grasses, and no weeds of any kind shall be
permitted to grow or stand more than one (1) foot
high on any premises in the City. . . . (emphasis
(5) PENALTY. Any person, firm, or corporation
who shall be convicted of a violation of this
section shall be subjected to a penalty of up to
one hundred dollars ($100) for each and every
offense, together with the costs of prosecution,
and in default of payment of any such penalty or
fine such person shall be imprisoned in the county
jail or house of correction of Milwaukee county not
in excess of 60 days, or until such penalty and
costs shall be paid. . . . (emphasis supplied)
It is undisputed that at the time Ms. Lundquist received
notice that her property was in violation of § 80-17(1) there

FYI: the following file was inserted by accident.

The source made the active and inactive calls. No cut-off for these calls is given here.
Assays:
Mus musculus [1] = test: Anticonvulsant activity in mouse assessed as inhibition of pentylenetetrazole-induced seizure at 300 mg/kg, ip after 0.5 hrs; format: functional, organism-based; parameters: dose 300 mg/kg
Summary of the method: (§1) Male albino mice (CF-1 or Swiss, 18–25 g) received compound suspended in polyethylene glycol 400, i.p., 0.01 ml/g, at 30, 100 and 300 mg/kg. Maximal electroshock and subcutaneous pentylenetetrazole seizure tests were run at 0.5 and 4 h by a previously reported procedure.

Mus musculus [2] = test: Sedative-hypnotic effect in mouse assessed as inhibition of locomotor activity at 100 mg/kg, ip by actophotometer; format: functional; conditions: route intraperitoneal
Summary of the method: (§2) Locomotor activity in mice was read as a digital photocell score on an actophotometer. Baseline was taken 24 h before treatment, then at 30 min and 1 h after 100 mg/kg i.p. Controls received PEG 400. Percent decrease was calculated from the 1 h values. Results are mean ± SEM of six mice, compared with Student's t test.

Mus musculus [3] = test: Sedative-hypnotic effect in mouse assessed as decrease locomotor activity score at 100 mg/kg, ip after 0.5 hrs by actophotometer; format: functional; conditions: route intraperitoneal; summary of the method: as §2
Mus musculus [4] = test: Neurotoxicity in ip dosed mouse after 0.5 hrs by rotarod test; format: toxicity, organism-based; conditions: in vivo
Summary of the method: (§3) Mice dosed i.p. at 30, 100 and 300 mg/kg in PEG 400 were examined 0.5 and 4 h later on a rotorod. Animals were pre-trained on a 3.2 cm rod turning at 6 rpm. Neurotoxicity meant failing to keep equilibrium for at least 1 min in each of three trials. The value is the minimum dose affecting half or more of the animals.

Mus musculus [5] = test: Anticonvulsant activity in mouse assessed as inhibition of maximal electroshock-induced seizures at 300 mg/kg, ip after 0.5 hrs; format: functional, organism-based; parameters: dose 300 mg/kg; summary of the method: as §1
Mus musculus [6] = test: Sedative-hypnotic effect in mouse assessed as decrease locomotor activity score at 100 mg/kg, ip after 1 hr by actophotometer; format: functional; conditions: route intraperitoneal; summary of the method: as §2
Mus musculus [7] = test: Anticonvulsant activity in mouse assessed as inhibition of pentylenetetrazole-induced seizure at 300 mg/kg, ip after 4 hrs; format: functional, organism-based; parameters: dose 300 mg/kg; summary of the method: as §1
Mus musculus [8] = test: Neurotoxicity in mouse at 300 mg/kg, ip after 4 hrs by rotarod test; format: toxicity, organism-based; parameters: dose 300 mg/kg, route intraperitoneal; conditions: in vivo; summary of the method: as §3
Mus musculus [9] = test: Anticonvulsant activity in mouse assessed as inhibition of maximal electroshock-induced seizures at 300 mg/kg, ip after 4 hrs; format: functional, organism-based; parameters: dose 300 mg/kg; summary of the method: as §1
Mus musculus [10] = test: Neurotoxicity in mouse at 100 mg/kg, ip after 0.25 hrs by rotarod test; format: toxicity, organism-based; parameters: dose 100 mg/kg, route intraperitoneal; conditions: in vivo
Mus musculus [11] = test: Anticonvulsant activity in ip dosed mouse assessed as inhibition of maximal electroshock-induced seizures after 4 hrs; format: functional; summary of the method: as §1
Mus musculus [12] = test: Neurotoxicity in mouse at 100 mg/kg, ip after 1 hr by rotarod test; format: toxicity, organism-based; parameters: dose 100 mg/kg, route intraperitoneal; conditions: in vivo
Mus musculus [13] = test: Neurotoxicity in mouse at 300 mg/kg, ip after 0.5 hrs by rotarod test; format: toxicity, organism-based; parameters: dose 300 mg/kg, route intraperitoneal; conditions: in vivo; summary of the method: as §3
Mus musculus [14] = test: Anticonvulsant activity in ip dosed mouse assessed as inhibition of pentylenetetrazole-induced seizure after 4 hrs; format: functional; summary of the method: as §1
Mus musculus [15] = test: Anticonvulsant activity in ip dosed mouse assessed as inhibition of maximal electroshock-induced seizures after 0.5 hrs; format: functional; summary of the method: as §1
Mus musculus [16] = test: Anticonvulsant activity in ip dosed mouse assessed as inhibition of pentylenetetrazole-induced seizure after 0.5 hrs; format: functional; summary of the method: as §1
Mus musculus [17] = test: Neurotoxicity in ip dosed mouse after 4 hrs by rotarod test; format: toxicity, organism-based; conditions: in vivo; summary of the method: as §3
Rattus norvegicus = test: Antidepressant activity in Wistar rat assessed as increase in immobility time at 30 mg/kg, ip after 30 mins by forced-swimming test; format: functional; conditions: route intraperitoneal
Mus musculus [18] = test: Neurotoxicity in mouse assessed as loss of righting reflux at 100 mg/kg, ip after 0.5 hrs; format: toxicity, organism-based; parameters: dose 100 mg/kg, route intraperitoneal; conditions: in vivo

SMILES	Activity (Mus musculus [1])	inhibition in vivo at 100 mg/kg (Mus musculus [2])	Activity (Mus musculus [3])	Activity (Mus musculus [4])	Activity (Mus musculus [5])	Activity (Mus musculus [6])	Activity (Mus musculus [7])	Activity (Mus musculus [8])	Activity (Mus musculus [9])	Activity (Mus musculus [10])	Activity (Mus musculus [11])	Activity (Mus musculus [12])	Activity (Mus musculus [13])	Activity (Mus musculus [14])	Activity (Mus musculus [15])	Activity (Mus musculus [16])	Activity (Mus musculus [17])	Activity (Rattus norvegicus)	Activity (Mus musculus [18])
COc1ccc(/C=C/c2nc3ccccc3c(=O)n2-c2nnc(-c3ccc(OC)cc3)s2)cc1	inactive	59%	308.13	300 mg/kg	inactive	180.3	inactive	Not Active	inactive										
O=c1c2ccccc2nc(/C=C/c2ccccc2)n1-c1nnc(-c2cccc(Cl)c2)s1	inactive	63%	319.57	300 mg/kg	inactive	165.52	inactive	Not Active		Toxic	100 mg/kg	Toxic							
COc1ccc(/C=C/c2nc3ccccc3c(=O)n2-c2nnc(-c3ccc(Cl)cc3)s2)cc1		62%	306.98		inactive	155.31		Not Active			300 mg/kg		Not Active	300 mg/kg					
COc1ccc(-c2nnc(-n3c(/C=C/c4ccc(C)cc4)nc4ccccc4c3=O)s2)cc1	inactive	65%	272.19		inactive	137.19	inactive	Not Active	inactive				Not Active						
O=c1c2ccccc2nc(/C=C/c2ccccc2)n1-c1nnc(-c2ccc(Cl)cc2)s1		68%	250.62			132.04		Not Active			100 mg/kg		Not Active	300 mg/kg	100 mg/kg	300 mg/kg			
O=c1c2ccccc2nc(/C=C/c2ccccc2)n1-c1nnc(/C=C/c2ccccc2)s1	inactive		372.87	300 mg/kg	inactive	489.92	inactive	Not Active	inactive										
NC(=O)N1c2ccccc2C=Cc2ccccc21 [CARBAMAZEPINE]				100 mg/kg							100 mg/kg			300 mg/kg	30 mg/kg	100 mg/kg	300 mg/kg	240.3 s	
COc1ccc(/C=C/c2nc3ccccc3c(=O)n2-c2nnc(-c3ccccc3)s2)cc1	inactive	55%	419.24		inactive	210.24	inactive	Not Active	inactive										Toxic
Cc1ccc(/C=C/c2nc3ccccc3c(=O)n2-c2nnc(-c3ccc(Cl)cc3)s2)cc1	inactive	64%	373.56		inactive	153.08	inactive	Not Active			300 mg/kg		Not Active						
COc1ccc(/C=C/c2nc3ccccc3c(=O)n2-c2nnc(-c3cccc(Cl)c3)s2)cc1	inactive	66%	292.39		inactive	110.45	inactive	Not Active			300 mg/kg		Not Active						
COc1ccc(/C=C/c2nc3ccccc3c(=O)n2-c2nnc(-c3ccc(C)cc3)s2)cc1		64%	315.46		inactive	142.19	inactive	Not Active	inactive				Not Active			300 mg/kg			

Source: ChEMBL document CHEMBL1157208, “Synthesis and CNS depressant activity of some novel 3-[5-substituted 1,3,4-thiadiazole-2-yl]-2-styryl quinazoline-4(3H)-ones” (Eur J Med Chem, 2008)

was vegetation in her yard which exceeded one-foot in height.
However, she contends that § 80-17 is unconstitutionally vague
because it does not provide notice of which weeds are to be cut
"with sufficient specificity to allow a person of ordinary
intelligence to comply with the Notice and Ordinance." See
plaintiff's complaint at par. 5. She also contends that agents
of the City have threatened to sanction her failure to bring
her premises into compliance with § 80-17(1) in a manner
unauthorized by § 80-17(5), "without prior notice and
opportunity for a hearing prior to imposition of such a
sanction. . . ." See plaintiff's complaint at par. 9.
As a preliminary matter, the court has been informed that
Ms. Lundquist has complied with the June 23, 1986, weed
destruction notice and that at the present time no prohibited